The Dower Chest, better known as a Hope Chest or Blanket Chest in present time, is referred to by the Pennsylvania Dutch as Ausschteier Kischt. This piece of furniture is the most cherished and most representative of the Germanic Immigrants who came to live in Pennsylvania during the late 17th, 18th and 19th Centuries. Young girls between the ages of eight to ten were given Hope Chests inscribed with their names and usually the date of presentation. This storage chest was filled with household items that the girl made, was given or purchased in anticipation of her future marriage. On her wedding day, this completely filled Hope Chest was proudly placed in the “Wedding Wagon” to be taken to her new home. Items would have included blankets, bed linens, baby clothes, quilts and some family heirlooms.
The design styles, dimensions and construction types differ among these Hope Chests which shows that the craftsmen did not copy one anothers work. The foot design changes from Dower Chest to Dower Chest with a large variety of bracket feet, rounded ball feet or no feet at all. Some Hope Chests had two or three drawers along the bottom, while others had none. Many Blanket Chests had inlay designs or special painted designs.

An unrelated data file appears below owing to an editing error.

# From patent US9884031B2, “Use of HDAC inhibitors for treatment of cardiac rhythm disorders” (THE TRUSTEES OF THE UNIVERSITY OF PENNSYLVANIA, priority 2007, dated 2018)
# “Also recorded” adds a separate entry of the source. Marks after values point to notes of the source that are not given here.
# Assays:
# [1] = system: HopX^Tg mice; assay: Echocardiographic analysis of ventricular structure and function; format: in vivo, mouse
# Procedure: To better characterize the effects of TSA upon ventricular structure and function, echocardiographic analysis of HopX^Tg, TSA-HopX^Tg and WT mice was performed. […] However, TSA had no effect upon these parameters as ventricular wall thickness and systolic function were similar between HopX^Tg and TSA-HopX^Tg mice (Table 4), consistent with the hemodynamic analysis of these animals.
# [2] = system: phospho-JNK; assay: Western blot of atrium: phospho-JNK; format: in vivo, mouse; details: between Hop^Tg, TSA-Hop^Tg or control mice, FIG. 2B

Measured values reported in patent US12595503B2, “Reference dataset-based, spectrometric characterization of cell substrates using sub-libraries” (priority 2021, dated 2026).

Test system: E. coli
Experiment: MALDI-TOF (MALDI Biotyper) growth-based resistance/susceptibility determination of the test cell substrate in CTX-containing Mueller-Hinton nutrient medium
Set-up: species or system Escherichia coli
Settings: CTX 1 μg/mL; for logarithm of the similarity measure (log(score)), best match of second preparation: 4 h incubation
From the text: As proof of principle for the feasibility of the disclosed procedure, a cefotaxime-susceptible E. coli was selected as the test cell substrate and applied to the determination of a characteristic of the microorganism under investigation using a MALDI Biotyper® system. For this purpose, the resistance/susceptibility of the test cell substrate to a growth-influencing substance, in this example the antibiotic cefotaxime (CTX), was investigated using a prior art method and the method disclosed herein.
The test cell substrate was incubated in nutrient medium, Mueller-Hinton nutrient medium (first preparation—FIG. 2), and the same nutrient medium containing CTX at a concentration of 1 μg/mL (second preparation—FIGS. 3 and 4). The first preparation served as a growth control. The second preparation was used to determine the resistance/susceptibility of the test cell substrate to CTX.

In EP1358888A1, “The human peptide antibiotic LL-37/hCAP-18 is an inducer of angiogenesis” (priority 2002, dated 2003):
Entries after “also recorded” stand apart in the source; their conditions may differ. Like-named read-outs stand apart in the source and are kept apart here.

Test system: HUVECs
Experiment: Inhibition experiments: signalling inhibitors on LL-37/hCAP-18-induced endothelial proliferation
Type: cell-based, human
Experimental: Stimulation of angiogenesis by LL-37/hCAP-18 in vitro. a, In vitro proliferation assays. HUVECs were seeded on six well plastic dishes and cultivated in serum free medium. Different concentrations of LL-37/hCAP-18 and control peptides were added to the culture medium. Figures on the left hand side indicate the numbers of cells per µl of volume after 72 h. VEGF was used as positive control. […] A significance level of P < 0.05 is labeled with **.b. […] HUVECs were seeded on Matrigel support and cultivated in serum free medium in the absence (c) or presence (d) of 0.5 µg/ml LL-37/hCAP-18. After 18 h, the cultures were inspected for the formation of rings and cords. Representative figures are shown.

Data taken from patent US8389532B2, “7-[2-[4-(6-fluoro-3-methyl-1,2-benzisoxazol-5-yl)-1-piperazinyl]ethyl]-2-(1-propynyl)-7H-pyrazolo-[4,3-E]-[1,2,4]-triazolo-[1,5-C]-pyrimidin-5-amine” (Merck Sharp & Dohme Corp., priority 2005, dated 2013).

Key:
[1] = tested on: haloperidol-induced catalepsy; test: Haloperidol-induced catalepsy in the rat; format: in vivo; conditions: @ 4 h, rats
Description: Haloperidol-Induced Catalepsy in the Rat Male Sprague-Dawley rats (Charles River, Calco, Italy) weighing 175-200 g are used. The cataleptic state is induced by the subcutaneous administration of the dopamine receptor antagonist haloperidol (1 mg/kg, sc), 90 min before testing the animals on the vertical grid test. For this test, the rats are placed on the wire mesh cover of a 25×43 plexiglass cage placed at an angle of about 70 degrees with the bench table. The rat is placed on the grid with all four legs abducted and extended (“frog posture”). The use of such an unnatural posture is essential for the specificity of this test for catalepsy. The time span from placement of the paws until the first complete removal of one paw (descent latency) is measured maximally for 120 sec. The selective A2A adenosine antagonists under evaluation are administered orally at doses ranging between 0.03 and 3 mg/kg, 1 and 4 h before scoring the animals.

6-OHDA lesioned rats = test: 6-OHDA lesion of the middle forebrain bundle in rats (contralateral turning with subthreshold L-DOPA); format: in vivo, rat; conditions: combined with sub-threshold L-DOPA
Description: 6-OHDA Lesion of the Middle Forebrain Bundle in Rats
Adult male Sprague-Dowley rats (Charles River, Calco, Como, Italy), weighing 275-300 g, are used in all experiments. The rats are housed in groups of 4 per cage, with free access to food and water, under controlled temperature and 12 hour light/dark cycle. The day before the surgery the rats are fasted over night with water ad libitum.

The painted designs on some of these Hope Chests are very elaborate which has enabled historians to be able to categorize them by region and to recognize specific craftsmen. These Dower Chest designs included the use of inlaid leaf and flower motifs, unicorns, hearts, birds, hex designs to ward off evil spirits, flower designs mainly of roses or tulips, the name of the girl receiving the Hope Chest and the date that the Hope Chest was presented.
The two common elements of these Hope Chests are the top closing lid and the dark wood staining or paint. Dark coloring was necessary for the design elements to stand out, especially for the inlaid motifs. Beautiful hardwoods of Walnut, Oak and Eastern Pine were mainly used in the construction of these finely crafted Blanket Chests during this early time period.
These Early American Hope Chests were not made with cedar on the inside. Cedar linings and bottoms are the additions of present day craftsmen to their Blanket Chests. This is a favorite feature among buyers since cedar eliminates insect pests and releases a wonderful aroma every time the lid is opened. This fresh smell can be rejuvenated by simply roughing the cedar with small grit sandpaper.
Even though society in many regions has discontinued the tradition of giving Dower Chests to their young daughters, beautifully constructed Hope Chests are still loving given as wedding presents or as a special gift.
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